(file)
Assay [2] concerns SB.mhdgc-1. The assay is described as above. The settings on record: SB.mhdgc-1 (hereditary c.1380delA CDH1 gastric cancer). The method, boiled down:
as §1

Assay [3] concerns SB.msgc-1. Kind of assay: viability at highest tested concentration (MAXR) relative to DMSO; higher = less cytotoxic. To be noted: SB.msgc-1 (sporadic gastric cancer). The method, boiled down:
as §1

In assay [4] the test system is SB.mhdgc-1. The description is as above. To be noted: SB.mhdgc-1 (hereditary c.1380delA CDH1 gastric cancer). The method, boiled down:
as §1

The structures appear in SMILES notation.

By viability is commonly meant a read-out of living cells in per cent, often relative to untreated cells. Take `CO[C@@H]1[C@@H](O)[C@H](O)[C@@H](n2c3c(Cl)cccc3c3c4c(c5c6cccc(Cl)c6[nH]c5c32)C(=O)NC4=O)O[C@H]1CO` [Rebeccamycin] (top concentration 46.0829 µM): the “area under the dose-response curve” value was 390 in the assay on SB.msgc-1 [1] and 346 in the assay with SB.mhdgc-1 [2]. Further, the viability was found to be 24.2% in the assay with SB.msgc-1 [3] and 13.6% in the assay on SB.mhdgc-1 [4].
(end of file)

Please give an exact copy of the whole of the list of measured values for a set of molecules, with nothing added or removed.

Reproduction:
Assay [2] concerns SB.mhdgc-1. The assay is described as above. The settings on record: SB.mhdgc-1 (hereditary c.1380delA CDH1 gastric cancer). The method, boiled down:
as §1

Assay [3] concerns SB.msgc-1. Kind of assay: viability at highest tested concentration (MAXR) relative to DMSO; higher = less cytotoxic. To be noted: SB.msgc-1 (sporadic gastric cancer). The method, boiled down:
as §1

In assay [4] the test system is SB.mhdgc-1. The description is as above. To be noted: SB.mhdgc-1 (hereditary c.1380delA CDH1 gastric cancer). The method, boiled down:
as §1

The structures appear in SMILES notation.

By viability is commonly meant a read-out of living cells in per cent, often relative to untreated cells. Take `CO[C@@H]1[C@@H](O)[C@H](O)[C@@H](n2c3c(Cl)cccc3c3c4c(c5c6cccc(Cl)c6[nH]c5c32)C(=O)NC4=O)O[C@H]1CO` [Rebeccamycin] (top concentration 46.0829 µM): the “area under the dose-response curve” value was 390 in the assay on SB.msgc-1 [1] and 346 in the assay with SB.mhdgc-1 [2]. Further, the viability was found to be 24.2% in the assay with SB.msgc-1 [3] and 13.6% in the assay on SB.mhdgc-1 [4].